I have been fortunate throughout most of my life to live and work in high-trust environments. I went to a high school where everyone routinely left their backpacks outside of their lockers and hardly anything happened to the backpacks. At college, I once left a window fan in the campus center for 11 days and no one took it. I am not going to be naive and say that there were no thefts in these settings, but they were very limited. Everyone generally trusted one another, which improved the quality of life for me in high school and college. My students clearly did not grow up in this type of environment since their homes and communities were hardly trustworthy places.
This summer at Institute, I taught in Watts, which is traditionally thought to be a low-trust environment. However, since it was summer school and TFA controlled many of the school’s variables, I didn’t really experience what happens when there is no trust in the classroom. At 100 Academy, this difference hit me on the first day. Students would pack up the entire contents of their desks into their backpacks, because they were afraid of thefts. As the first week went along, I started seeing pencils and erasers disappear. Occasionally, they would be found, but I didn’t think too much of it. But an incident this week changed my perception towards trust in the classroom.
My cell phone policy is that I will give students one warning when I see their phone out in class. At the second time, I will take their phone for the day. One student had his phone out for a second time in a week, so on Thursday afternoon, I took his phone. Naively, I put the cell phone on my desk and thought nothing about it. An hour later, we were packing up to go, and suddenly I couldn’t find the phone. I started freaking out. I had to get my students outside in less than 5 minutes, and I had to find the phone. Therefore, I told my students to go outside, but they couldn’t leave the line until I searched their backpacks and pockets as a compromise. As expected, I did not find the phone by the end of the school day since I had let the students leave the room.
I went back inside and searched my room to no avail. Then, I had to make the dreaded call to the mother informing her that I had lost her student’s phone. I got a hold of the mother, and she was shocked when I told her that her son had a phone. It turns out that he had taken her old phone (without a SIM card, so it was really just a Game Boy) without permission. Therefore, she wasn’t even mad at me, but rather she was mad at her son. The next day the boy claimed that he had taken the phone so his cousin couldn’t get it, but that excuse did nothing for me. At the end of the day, I got lucky. In the frantic mess to search everyone, one of the students dropped the phone in the grass. Another teacher found it, and all was ok. For the rest of Friday, I kept the phone in my pocket to ensure that there would not be another theft.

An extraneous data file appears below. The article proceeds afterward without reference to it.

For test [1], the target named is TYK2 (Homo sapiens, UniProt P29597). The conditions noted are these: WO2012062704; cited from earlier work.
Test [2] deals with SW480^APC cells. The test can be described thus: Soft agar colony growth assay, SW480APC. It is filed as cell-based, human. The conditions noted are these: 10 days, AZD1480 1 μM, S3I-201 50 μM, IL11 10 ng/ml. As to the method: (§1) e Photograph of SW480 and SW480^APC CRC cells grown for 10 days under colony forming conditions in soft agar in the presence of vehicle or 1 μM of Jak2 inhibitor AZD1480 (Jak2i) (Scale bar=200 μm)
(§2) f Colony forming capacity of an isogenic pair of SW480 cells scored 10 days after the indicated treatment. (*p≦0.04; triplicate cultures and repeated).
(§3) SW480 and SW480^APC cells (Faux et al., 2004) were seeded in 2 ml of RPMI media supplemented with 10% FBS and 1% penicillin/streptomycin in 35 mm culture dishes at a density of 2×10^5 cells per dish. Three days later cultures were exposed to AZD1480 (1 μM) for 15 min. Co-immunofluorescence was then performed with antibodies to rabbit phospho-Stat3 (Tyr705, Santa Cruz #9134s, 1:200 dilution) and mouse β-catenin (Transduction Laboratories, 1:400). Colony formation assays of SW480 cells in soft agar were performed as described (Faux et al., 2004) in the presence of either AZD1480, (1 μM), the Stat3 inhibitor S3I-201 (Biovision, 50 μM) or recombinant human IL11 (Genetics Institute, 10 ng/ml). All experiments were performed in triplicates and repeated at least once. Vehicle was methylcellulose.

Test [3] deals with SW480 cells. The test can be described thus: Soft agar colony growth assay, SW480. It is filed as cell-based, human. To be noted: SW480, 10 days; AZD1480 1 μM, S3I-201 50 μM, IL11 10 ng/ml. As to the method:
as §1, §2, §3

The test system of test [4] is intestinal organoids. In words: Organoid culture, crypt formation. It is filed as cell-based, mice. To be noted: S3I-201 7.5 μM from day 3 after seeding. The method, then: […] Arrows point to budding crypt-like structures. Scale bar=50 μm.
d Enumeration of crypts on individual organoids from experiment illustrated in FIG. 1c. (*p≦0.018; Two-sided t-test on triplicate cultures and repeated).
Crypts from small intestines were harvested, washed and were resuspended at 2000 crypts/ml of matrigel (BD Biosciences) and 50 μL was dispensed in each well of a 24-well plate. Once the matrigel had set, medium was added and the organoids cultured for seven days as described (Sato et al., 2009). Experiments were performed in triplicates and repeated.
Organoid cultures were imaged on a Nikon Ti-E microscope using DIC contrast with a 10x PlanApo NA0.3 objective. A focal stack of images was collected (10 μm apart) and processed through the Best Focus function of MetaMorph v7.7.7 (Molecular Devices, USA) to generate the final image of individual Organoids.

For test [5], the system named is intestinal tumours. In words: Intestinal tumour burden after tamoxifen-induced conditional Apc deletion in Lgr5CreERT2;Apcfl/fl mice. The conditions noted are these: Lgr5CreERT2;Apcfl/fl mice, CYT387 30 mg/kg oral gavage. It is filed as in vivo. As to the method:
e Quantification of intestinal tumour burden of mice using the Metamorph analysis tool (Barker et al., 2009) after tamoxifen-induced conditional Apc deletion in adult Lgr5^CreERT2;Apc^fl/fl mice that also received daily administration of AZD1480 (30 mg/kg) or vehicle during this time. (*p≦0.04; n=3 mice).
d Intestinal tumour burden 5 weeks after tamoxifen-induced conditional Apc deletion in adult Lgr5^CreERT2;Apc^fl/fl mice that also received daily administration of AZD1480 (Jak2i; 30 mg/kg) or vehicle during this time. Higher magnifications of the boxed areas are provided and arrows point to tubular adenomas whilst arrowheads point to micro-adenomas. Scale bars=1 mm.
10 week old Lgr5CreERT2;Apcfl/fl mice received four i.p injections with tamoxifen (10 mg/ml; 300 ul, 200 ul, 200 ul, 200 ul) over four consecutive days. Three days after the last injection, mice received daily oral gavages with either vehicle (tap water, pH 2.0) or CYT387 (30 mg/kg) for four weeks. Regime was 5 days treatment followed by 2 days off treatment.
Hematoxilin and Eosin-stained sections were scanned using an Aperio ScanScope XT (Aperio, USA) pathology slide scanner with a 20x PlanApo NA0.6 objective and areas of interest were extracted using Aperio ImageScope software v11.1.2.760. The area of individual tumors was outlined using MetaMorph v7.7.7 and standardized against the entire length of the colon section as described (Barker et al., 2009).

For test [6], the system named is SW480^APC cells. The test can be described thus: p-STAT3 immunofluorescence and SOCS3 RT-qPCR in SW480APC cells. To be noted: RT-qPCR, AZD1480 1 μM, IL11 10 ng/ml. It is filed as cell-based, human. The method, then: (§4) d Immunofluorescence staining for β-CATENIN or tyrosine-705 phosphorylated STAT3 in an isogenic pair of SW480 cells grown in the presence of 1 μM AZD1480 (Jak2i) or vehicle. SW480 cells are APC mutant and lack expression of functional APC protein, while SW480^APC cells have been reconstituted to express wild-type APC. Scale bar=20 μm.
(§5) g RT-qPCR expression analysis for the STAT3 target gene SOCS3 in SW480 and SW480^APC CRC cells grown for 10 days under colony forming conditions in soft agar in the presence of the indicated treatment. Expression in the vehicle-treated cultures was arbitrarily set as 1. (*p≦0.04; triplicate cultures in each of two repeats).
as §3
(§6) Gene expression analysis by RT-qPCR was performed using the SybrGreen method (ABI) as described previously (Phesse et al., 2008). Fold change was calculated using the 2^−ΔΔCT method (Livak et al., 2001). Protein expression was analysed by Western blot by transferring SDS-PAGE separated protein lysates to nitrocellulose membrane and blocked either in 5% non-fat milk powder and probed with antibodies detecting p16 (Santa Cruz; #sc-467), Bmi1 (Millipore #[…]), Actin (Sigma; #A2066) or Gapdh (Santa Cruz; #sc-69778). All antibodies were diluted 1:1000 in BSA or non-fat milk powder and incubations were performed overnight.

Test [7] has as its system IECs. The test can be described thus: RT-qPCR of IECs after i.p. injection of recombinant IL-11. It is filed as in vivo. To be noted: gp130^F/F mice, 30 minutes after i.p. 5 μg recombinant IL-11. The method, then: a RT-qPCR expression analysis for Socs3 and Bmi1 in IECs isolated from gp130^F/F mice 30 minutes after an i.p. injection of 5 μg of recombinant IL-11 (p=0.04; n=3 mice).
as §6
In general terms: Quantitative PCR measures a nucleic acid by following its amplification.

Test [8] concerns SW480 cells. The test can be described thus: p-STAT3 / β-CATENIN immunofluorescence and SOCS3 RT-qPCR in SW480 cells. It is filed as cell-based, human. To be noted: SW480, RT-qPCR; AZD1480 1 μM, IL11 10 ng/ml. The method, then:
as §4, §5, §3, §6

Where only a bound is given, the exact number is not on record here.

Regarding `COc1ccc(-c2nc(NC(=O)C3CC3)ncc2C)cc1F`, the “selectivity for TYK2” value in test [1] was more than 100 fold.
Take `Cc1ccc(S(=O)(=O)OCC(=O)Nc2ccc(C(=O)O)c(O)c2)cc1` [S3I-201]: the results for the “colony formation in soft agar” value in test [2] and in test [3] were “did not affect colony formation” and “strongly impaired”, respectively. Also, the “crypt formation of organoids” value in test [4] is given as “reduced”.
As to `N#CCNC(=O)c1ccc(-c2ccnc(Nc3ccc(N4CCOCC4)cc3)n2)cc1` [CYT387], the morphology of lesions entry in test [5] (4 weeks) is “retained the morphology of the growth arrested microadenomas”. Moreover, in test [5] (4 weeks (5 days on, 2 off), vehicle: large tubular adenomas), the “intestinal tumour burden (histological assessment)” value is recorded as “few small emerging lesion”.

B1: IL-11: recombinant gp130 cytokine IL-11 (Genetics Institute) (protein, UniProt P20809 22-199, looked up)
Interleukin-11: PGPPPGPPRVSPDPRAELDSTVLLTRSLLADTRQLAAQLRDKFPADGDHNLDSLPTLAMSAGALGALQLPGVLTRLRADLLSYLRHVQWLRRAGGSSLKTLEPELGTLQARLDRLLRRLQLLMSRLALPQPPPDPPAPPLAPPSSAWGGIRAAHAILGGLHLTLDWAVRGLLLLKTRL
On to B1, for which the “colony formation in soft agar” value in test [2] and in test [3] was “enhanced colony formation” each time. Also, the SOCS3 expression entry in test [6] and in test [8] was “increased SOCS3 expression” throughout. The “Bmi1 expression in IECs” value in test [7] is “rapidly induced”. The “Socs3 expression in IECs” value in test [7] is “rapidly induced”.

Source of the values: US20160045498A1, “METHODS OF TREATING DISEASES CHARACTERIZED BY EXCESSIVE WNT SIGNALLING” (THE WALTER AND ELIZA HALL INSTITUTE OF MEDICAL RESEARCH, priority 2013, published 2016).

This incident goes along with another theme that I have heard had from several parents at school. They believe that their kids are solely in school to receive an education and not to make friends. I was disturbed to hear this information. While I was encouraged to hear their support for their child’s education, school should also be a safe place to make friends. However, these parents were so concerned that the other kids would end up in troubling situations that they wanted to eliminate any social aspects of school. Here’s another risk of being in a low-trust environment. Students aren’t going to thrive when they cannot trust the other students to even be their friends. Students don’t just succeed by themselves. They need the peer support. They need to be able to trust others.
Three weeks into the school year, I am still working to build up trust in my classroom. My students still don’t completely trust me, but I already see signs of that changing on a daily basis. But the students really need to become one community. There are going to be a number of group and class-wide activities in the next two weeks aimed at building up a stronger classroom culture. At first, I did not include trust as one of my big values and expectations for the school, but after seeing the results of the past few weeks, I am making these changes starting tomorrow. Hopefully, this culture of trust that doesn’t exist in the world around my students will become a reality in my classroom. If it doesn’t, then I am not sure that I can have a successful first year in the classroom.